10. Greenish-yellow pear: BOSC.  A European cultivar that originated in France, now grown in many locations in Europe and North America.

14. Mine, in MontrĂˆal: AMOI. They speak French there.  I visited the city once, back in the early 80's.  It was wonderful.

15. Chicano rock band Los __: LOBOS.  It means The Wolves.

16. "Enchanted" girl in a 2004 film: ELLA.  Not your typical RomCom.

17. Hors d'oeuvre cracker: RITZ.  Nabisco product introduced in 1934, the depth of the depression, to offer their customers "a bite of the good life."

18. Lose tautness: DROOP.  Sag, limply hang down.

19. Logician's error, maybe: LEAP.  One step should lead logically to the next.

23. Slangy affirmative: YEH. Unhuh.

24. Light beam: RAY.  Heavy beams are used in construction.

25. Poseidon's realm: SEA.  In Greek mythology, the god of the sea, storms, earthquakes and horses.  Horses?  How did they get in there?  Anyway, He was one of the most ill-tempered, moody and greedy Olympians.

28. Lav, in Bath: LOO.  Comfort station, to be delicate.

30. Zero in: AIM.  Focus attention on something.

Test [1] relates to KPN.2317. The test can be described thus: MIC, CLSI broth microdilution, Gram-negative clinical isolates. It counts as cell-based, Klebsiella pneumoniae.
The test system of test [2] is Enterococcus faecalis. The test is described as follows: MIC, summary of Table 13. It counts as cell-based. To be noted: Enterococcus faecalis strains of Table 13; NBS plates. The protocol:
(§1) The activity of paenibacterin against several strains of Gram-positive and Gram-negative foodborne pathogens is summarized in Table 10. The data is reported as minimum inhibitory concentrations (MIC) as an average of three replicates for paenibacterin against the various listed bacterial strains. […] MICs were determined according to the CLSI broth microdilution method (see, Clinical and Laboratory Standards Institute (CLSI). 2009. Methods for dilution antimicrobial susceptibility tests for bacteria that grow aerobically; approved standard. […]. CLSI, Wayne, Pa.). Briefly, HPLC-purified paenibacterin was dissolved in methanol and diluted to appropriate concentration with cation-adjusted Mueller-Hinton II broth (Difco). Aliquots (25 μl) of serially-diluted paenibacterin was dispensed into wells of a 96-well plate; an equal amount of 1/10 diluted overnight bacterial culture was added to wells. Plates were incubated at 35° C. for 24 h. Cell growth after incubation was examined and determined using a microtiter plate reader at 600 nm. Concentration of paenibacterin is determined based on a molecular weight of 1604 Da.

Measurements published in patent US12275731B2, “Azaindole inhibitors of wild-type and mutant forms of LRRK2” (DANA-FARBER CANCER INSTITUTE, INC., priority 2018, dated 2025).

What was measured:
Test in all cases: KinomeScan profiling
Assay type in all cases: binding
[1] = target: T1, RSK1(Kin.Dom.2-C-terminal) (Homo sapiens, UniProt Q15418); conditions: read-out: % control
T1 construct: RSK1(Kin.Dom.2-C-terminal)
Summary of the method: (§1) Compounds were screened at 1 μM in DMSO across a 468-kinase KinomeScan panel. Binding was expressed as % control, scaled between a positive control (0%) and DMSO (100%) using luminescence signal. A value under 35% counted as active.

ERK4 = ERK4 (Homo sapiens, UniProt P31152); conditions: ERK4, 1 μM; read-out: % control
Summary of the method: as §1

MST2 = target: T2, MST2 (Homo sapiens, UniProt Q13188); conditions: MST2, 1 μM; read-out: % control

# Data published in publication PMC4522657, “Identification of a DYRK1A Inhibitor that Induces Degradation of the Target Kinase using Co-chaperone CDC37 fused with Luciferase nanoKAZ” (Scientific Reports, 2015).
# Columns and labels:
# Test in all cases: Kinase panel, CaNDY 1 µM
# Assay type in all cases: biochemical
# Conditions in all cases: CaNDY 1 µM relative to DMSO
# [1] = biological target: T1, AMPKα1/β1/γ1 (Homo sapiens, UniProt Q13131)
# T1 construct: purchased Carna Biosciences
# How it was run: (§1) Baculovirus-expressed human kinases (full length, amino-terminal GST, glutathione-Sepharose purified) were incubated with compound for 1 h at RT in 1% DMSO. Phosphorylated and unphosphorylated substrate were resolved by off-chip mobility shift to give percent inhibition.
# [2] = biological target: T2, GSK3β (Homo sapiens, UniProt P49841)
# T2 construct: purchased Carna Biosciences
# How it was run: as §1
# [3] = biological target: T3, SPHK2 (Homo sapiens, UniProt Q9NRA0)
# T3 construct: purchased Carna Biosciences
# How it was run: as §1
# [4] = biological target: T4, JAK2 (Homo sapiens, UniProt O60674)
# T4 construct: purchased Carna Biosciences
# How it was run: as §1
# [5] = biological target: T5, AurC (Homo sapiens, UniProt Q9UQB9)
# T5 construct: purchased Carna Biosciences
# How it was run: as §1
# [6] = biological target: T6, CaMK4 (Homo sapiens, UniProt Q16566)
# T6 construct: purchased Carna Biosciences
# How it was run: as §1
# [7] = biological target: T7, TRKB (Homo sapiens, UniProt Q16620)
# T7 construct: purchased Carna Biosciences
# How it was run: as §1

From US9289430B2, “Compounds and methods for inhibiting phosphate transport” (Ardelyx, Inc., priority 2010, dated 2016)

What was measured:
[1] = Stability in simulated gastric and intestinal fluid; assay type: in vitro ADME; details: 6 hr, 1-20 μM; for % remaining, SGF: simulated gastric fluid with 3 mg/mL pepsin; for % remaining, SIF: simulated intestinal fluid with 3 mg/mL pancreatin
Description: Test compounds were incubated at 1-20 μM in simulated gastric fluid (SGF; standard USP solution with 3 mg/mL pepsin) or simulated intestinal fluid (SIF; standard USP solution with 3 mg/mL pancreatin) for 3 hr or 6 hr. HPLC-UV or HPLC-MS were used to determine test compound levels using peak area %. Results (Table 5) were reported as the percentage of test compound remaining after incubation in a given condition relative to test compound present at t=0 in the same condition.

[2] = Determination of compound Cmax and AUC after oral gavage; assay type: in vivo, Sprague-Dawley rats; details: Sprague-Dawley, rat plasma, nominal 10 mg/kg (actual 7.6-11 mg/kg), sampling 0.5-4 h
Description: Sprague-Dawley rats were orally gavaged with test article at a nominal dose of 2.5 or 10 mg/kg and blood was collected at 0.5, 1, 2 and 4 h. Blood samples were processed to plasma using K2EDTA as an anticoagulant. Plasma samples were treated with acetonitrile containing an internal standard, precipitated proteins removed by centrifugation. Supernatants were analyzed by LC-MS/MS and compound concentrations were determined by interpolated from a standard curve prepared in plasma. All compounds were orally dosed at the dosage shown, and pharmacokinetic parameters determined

31. Federal bldgs. with mailboxes: POSPost Offices.  Though I imagine other Fed bldgs. might also have mailboxes.

38. Diva's time to shine: ARIA.  Solo vocal feature in a longer musical work such as an opera or oratorio.

39. Savings plan inits.: IRAIndividual Retirement Account.

40. Fair-haired sci-fi race: ELOI.  One of two post-human races of the far distant future in The Time Machine, from 1895 by H. G. Wells

46. Chinese menu surname: TSO.  Generally speaking.

47. Put away: EAT.  Consume at the dinner table.

48. Pine-__: cleaning brand: SOL.  A registered trade mark of Clorox.  From its inception in 1929 until 2016 it contained pine oil.  Then the product was cheapened to increase profitability.

49. Old Nintendo game console: Abbr.: NES.  The classic Nintendo Entertainment System was released in 1985.